UK, Irish PMs say could see 'route' to Brexit deal
Birkenhead: British Prime Minister Boris Johnson and his Irish counterpart Leo Varadkar said they could see a route towards striking a possible Brexit divorce deal, following a crunch meeting on Thursday.
"Both continue to believe a deal is in everybody's interest. They agreed that they could see a pathway to a possible deal," the pair said in a joint statement.
There are just days left to strike a deal. The agreement must be signed off at an October 17-18 EU summit and European officials want the negotiations to conclude in advance.
Britain is scheduled to leave the European Union on October 31, more than three years after triggering Brexit in a national referendum.
The key sticking point in the tortuous negotiations is the future arrangements on the currently invisible land border between the UK province of Northern Ireland and EU member the Republic of Ireland.
Johnson and Varadkar said they had "detailed and constructive" talks at a venue in Birkenhead, outside Liverpool in northwest England.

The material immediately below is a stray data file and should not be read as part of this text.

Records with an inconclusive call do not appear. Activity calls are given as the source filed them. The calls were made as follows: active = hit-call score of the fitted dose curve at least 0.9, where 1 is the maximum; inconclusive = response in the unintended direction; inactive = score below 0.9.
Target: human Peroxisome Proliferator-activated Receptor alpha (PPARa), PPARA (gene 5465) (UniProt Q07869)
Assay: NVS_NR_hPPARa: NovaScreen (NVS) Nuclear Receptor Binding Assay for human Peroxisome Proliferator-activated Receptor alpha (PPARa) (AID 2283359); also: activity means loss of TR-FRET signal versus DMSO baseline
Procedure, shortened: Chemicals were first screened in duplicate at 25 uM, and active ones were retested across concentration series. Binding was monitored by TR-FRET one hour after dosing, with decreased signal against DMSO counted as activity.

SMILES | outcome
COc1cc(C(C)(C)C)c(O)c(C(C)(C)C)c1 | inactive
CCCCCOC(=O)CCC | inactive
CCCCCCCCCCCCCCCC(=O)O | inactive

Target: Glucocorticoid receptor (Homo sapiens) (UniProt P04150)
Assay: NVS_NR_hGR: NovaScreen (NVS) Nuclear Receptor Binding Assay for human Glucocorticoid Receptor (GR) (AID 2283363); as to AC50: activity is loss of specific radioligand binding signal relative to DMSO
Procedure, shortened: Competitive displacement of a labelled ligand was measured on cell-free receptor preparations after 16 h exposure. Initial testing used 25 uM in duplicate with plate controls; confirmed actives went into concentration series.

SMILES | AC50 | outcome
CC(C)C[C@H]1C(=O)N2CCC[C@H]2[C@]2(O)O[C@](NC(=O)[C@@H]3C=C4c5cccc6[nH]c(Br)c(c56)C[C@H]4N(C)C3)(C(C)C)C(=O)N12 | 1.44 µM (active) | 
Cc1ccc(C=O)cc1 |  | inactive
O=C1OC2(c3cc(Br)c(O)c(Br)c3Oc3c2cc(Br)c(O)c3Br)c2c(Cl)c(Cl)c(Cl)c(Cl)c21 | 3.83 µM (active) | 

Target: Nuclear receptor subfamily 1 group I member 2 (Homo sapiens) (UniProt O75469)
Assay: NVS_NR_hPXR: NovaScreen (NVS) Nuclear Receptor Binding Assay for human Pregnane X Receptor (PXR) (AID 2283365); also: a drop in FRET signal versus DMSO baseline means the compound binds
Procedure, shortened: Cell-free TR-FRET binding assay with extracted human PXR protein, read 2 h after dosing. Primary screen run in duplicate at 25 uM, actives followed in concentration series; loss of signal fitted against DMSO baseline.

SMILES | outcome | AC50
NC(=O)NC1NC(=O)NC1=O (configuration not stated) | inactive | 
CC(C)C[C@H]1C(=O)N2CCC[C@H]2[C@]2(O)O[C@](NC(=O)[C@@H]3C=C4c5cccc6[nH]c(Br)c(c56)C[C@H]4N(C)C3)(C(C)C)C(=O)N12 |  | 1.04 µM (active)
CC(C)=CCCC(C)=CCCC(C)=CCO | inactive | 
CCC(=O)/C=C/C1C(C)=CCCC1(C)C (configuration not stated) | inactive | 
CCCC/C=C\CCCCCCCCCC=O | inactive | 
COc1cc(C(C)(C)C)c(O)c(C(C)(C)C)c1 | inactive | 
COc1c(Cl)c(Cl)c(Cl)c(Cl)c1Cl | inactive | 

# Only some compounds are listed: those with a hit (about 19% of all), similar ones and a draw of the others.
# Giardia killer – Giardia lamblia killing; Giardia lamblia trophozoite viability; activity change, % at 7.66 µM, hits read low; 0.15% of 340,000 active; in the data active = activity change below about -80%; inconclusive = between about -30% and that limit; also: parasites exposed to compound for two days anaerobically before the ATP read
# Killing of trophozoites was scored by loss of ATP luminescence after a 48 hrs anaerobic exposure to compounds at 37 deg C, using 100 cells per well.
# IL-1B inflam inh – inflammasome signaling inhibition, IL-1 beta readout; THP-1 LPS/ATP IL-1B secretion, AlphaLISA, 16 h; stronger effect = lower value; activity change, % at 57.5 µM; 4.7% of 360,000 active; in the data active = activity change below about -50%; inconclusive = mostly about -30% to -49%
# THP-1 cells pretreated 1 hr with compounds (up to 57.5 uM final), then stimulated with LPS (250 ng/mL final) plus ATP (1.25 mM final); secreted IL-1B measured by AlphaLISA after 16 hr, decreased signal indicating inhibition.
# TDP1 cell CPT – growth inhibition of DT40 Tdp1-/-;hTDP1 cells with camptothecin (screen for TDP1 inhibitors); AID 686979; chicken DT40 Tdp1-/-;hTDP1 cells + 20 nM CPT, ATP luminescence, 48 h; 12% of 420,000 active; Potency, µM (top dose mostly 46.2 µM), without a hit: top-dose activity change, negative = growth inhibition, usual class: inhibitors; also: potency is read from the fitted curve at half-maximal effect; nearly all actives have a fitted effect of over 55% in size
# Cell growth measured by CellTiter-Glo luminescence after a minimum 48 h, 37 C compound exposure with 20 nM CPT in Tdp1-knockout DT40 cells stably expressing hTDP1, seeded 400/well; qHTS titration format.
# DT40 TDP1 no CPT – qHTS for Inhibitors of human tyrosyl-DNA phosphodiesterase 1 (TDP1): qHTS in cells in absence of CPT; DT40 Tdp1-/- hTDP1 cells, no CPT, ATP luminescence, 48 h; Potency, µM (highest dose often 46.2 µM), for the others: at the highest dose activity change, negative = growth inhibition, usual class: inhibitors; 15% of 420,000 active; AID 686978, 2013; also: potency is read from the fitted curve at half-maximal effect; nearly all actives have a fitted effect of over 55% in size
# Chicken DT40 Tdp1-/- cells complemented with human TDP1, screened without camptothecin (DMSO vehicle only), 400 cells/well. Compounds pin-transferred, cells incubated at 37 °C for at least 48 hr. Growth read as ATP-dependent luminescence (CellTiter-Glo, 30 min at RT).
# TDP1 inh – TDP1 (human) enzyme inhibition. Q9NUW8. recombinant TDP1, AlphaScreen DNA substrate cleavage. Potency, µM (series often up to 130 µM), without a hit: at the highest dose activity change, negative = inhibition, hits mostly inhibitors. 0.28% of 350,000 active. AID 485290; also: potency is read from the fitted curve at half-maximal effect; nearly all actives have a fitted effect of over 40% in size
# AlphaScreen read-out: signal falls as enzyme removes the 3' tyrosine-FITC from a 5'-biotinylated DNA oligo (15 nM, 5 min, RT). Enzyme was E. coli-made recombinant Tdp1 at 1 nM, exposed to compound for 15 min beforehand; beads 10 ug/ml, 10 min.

"Their discussions concentrated on the challenges of customs and consent," their statement said.
"They also discussed the potential to strengthen bilateral relations, including on Northern Ireland.
"They agreed to reflect further on their discussions and that officials would continue to engage intensively on them." They said Varadkar would now consult with the EU task force, while Britain's Brexit Secretary Steve Barclay will meet with EU chief Brexit negotiator Michel Barnier on Friday.
Britain's pound sterling currency rose on the news, jumping up 0.5 per cent against the dollar and 0.4 per cent against the euro. At around 1425 GMT, the pound was worth USD 1.2268, while a euro bought 89.83 pence.
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